Former NCIS special agent Mark Fallon speaks against use of torture

Jacquelyn Voghel, Editor-in-Chief

Mark Fallon, a former NCIS special agent and ’78 RWU alumnus, worked for the U.S. government for 31 years. Now, he wants the public to know the story of “a national policy of state-sponsored torture” that emerged post-9/11.

On Thursday, Feb. 8, Fallon visited the university to talk about his book, “Unjustifiable Means: The Inside Story of How the CIA, Pentagon, and US Government Conspired to Torture,” as well as his concerns with President Trump’s policies on torture.

Shortly after the 9/11 attacks, Fallon was appointed deputy commander of the Criminal Investigation Task Force, which the Department of Defense created to investigate detainees suspected of terrorism.

When the U.S. opened Guantanamo Bay detention camp, Fallon was at first optimistic that the facility would operate in accordance with the nation’s values.

“I thought that [Guantanamo] was an incredible opportunity for our nation to demonstrate to the world how we operate under the rule of law, and that we would not resort to the tactics that our adversaries, or the things that brutal regimes would do,” Fallon said to The Hawks’ Herald. “Unfortunately, it quickly unraveled.”

Fallon instead described the reality of Guantanamo as “a human trafficking operation” where prisoners were indefinitely detained and tortured, often without trial.

It is a common misconception, Fallon said, that torture is an effective method that ultimately possesses the power to save American lives. In reality, the opposite is true.

“In the government, we knew how corrosive torture was, and we knew how counterproductive it was,” Fallon said to the audience. “Who didn’t know was the public.”

He continued, “We knew that we got false and fabricated information. We knew that we chased false leads. And we know that policy decisions were made based on false and fabricated information.”

Disturbed, Fallon tried to report his concerns to his superiors. No one disagreed with him, he said, but nor did anyone take action.

“What I had seen was a narrative to convince the public that what was done in your name was safe, necessary, and effective,” Fallon said. “And I can tell you it was none of these things.”

Under the Trump administration, Fallon has observed a continuation of this misunderstanding surrounding torture. On Tuesday, Jan. 30, Trump declared in his State of the Union Address that Guantanamo will remain indefinitely open.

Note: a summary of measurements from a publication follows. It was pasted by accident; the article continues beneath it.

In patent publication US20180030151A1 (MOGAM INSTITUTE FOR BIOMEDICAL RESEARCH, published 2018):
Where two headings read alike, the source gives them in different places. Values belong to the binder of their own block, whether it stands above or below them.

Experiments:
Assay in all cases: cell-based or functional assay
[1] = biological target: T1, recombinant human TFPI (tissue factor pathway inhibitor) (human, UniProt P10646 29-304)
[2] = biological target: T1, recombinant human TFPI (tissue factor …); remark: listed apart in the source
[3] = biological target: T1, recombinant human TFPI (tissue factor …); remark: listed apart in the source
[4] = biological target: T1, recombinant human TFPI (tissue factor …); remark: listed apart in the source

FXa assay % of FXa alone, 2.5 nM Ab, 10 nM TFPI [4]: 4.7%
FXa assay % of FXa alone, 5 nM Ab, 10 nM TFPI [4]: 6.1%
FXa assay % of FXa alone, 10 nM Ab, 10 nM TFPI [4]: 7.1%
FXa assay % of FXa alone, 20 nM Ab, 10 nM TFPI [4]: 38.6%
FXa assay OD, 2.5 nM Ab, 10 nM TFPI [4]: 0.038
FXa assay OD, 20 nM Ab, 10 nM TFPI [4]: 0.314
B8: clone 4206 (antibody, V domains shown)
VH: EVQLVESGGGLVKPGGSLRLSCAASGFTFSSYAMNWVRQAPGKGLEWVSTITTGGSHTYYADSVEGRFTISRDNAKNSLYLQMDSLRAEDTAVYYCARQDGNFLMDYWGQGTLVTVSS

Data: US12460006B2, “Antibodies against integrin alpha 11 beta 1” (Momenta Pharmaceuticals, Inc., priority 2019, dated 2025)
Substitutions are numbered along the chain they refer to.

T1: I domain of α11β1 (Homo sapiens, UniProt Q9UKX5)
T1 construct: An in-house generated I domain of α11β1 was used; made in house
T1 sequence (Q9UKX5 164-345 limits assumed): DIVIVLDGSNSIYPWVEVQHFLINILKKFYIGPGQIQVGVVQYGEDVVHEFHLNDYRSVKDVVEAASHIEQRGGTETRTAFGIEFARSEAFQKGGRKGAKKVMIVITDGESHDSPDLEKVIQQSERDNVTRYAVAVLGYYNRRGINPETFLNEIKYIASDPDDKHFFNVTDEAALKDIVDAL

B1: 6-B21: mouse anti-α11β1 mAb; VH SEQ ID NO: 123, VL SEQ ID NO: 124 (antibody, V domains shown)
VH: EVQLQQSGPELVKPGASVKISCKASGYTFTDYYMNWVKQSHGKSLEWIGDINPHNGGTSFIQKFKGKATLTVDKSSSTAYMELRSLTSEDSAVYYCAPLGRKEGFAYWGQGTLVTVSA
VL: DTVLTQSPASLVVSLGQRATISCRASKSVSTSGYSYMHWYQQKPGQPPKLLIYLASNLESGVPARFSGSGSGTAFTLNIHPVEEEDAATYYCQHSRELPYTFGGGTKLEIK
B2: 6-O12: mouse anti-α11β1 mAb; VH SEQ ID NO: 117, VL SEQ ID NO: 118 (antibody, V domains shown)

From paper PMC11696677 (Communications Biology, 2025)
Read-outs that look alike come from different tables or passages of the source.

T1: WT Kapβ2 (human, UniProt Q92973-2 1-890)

Fallon has been troubled by Trump “irresponsibly trying to articulate policies based on brutality,” fearing that it will “embolden our adversaries” and draw more recruits to ISIS.

“When Donald Trump says we need to fight fire with fire, I say that’s the talk of an arsonist,” Fallon said. “You fight fire by depriving it of oxygen.”

Prior to the publication of “Unjustifiable Means,” the book underwent a 233-day review process in which sections of the text were redacted.

Confident that he had not tried to publish any classified information, Fallon was “shocked” at the delays in the publication process.

Fallon said that the government also would not tell him who, or how many agencies, were reviewing his manuscript, adding to his suspicion. While being represented by the American Civil Liberties Union, he eventually learned that the manuscript was sent to 10 agencies, although he still does not know their identities.

Today, Fallon said, it is unclear just how the U.S. is handling torture.

The last time we went down this torture road, nobody was ever supposed to know…. It was a program that the U.S. government was prepared to deny exists,” Fallon said. “And so today, none of us in here knows whether President Trump could have issued a similar order. We know he said he would. We know he said he wanted to. But we don’t know if he has done that or not.”

Considering his knowledge on these “unjustifiable means” of torture, Fallon posed a question to the audience:

“How many hundreds of thousands of lives have been lost in a war that was justified based on false and fabricated information?”